Review: The Kingdom by Amanda Stevens
This book was provided by the publisher in exchange for an honest review.
I’ll be honest with you: I’m not a person who enjoys cemeteries that much. There are a few that I’ve visited that have been peaceful, but then there’s also the one south of town that exudes a decidedly creepy aura. What it boils down to is that I’m just not that comfortable with the idea of death, and you can’t get much closer to death than in a boneyard! However, I do admit that older cemeteries hold a certain fascination, and author Amanda Stevens plays into that feeling with her Graveyard Queen series. The most recent addition, The Kingdom, is a gripping and eerie tale of ghosts past and present.
(Description nicked from B&N.com.)
“Deep in the shadowy foothills of the Blue Ridge Mountains lies a dying town…
My name is Amelia Gray. They call me The Graveyard Queen. I’ve been commissioned to restore an old cemetery in Asher Falls, South Carolina, but I’m coming to think I have another purpose here.
Why is there a cemetery at the bottom of Bell Lake? Why am I drawn time and again to a hidden grave I’ve discovered in the woods? Something is eating away at the soul of this town—this withering kingdom—and it will only be restored if I can uncover the truth.”
When I saw that this book was coming out, I was pretty excited. The original book, The Restorer, was a unique blend of mystery and romance, with the flavor of the South and a healthy dose of cemetery symbolism thrown in for good measure. It was that symbolism that drew me in, because it opened the door to a whole different view of gravestones and the differing ways that our culture commemorated death in years past. It’s almost like a code, and do love mysterious codes.
It’s interesting, then, to note that The Kingdom is quite a different novel from its predecessor. It still has the same air of mystery, and it still involves cemeteries, but this one felt like much more of a ghost story to me. The scenes in which the sunken cemetery disgorges its ghosts and muffled bells ring out from under the water are honestly creepy, and the glimpses that we do get of that drowned resting ground only add to the feeling. This isn’t a murder mystery in the same way that the other book is; rather, there is a death to be uncovered, but that isn’t the main focus.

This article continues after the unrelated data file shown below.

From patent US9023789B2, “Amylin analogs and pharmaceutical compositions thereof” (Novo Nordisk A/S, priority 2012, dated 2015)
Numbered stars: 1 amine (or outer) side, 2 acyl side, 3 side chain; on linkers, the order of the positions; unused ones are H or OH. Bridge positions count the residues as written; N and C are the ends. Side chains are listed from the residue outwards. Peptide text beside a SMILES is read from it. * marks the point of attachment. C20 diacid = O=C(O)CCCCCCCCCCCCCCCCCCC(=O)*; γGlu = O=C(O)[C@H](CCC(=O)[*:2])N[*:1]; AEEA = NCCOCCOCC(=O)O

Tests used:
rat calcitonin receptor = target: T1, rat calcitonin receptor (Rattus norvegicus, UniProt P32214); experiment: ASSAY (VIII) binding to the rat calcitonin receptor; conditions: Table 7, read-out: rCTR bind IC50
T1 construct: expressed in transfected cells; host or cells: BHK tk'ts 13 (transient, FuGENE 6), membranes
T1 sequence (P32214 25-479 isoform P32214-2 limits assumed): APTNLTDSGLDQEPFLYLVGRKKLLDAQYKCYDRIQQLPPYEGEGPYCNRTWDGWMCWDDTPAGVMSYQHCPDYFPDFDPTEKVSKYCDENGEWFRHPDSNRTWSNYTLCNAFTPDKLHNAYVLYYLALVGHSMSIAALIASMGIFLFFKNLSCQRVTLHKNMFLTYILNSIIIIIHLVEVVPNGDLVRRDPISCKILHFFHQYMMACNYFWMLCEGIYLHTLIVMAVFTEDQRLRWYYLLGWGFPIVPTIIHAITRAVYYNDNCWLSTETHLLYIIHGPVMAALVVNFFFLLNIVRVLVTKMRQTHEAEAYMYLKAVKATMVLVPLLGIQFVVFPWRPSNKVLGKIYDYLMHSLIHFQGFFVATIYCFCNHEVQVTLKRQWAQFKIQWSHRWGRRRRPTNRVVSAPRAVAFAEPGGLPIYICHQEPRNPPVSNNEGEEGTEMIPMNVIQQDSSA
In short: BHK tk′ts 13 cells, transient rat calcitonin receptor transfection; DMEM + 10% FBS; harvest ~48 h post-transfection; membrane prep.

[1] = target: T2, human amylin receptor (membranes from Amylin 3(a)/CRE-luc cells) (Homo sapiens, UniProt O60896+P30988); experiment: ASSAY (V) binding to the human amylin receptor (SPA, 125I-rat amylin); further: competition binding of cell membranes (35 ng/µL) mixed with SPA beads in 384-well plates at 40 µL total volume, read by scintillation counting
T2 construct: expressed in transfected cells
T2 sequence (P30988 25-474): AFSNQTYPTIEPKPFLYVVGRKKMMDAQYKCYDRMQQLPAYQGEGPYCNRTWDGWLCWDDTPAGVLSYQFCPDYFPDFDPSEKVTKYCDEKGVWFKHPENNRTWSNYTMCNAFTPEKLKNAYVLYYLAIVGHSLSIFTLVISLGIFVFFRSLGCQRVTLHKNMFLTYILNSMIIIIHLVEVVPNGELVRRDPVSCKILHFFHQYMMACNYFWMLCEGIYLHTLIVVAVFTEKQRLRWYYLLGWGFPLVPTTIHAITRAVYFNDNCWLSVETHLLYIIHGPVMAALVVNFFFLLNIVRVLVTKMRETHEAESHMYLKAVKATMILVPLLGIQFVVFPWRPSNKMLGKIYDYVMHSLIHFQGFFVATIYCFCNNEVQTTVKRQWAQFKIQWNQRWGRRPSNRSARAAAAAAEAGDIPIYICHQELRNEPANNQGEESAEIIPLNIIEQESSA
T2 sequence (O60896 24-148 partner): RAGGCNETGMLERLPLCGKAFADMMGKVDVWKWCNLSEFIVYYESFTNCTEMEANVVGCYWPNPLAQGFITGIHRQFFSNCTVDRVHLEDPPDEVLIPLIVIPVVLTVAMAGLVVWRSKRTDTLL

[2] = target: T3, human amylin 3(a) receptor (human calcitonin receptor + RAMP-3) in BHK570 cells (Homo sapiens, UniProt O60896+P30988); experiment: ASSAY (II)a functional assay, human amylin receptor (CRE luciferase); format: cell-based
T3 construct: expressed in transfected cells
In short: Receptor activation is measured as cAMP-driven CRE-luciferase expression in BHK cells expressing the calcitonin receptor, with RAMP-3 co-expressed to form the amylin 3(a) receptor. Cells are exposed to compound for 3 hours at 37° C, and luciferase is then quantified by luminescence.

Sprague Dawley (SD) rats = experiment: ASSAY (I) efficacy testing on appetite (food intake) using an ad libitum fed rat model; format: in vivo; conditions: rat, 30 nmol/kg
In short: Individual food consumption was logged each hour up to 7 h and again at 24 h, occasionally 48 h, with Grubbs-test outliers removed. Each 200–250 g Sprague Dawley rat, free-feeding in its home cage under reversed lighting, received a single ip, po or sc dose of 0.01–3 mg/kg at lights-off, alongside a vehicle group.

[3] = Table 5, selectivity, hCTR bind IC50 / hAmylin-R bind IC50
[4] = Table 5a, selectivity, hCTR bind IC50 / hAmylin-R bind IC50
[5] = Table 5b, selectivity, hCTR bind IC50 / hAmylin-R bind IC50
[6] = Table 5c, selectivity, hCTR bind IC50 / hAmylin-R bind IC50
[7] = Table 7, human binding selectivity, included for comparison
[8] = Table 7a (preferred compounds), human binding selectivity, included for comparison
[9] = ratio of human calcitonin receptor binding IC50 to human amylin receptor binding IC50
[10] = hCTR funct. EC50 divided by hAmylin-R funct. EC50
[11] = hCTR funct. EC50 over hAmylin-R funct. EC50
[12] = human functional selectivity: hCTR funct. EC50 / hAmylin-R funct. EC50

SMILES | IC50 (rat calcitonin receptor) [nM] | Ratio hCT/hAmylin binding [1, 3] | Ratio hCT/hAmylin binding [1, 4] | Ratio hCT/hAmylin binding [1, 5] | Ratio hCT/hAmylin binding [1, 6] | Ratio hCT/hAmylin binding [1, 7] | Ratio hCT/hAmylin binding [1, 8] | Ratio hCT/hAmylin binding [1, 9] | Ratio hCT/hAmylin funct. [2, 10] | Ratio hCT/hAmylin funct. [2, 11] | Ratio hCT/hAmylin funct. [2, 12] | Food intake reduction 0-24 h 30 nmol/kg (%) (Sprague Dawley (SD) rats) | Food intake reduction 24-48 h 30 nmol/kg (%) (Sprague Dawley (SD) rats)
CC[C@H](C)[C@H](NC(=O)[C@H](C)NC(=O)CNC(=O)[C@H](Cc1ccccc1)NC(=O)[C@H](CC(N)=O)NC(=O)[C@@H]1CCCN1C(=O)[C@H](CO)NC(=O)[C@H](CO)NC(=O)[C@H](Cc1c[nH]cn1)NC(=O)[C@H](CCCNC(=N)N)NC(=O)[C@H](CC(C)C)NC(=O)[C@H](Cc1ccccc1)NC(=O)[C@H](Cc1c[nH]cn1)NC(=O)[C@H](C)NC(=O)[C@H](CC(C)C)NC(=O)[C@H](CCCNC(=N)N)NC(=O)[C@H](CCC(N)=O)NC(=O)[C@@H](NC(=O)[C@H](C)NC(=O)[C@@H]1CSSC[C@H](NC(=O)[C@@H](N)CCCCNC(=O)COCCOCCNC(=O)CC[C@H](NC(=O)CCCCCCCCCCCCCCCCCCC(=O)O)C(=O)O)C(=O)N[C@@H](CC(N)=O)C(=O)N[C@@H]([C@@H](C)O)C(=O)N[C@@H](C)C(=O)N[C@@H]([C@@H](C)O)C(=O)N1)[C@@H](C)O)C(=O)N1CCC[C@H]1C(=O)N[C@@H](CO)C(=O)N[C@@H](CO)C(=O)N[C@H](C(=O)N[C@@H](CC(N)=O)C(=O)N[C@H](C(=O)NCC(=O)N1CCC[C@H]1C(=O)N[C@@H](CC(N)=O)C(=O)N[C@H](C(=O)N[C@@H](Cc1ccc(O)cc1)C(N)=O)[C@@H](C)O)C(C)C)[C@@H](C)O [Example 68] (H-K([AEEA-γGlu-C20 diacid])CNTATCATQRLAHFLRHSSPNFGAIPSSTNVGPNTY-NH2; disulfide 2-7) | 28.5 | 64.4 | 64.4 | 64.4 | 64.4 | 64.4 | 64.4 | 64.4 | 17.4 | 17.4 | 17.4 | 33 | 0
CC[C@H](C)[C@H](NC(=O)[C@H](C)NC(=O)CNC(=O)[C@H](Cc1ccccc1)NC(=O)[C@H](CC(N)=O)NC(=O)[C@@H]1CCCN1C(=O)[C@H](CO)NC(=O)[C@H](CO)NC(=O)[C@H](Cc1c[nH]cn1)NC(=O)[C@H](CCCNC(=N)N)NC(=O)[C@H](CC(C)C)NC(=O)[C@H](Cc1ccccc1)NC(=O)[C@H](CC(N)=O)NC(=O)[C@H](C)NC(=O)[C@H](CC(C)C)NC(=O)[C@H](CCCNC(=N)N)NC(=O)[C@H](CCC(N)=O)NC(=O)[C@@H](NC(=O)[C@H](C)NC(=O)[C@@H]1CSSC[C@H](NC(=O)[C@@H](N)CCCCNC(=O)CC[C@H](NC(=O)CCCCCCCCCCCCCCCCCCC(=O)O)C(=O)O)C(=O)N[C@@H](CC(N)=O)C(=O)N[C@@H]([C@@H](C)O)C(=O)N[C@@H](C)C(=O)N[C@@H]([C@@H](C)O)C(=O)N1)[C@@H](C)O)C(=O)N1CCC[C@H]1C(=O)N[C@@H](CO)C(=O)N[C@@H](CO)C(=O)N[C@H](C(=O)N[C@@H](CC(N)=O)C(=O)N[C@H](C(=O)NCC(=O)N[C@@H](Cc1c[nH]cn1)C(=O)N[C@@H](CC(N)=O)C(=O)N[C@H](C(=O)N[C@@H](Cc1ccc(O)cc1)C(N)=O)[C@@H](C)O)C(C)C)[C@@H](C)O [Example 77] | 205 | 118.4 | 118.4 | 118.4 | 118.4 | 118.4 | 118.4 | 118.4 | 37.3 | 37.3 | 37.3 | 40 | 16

Instead, readers get something that I wasn’t expecting for at least another book: the story of Amelia’s parentage and background. Once it became clear that some answers were forthcoming, my nose was firmly planted in the book, and I didn’t come up for air for quite some time. The answers to Amelia’s powers, at least in part, are rooted in old folklore, so astute readers may be able to ferret out the answers before the big reveal. Even if you do, I doubt it will detract from your enjoyment of the story.
The other thing that works well for me as a reader is how skillfully Stevens details the location of her tale. I have never been further into the South than San Antonio, Texas, but I feel like I have an understanding of the sounds, smells and life rhythm of the area. I attribute that to the author’s solid yet evocative writing, because my imagination had a field day with what Amelia’s world must be like. For me, the vivid backdrop helped me to get even deeper into the story.
By turns quietly eerie and wildly heart-pounding, The Kingdom once again demonstrates that even something as quiet as a cemetery can hold a world of secrets waiting to be unearthed. And lucky me, I am also getting a glimpse of the next novel, The Prophet, a little early. It’s a lucky break for me, because it means I don’t have to wait any longer to find out what happens next! The eagerness with which I snap up these books should tell you a lot about how good they are.